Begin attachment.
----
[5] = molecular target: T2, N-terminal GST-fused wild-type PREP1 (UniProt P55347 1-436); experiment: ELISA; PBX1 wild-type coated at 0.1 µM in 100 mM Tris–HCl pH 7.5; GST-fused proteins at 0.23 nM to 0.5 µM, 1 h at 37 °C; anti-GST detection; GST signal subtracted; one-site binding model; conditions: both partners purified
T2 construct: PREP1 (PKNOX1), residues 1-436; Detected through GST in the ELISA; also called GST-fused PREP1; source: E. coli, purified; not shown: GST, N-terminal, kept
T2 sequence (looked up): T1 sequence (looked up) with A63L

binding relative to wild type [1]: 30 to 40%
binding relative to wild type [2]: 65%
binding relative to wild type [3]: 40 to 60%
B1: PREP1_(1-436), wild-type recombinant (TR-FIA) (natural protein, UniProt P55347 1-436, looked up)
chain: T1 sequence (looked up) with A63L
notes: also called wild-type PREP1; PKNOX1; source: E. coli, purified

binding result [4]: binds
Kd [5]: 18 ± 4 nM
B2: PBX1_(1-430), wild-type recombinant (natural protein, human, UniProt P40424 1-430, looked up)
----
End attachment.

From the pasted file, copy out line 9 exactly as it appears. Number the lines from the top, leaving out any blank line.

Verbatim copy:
notes: also called wild-type PREP1; PKNOX1; source: E. coli, purified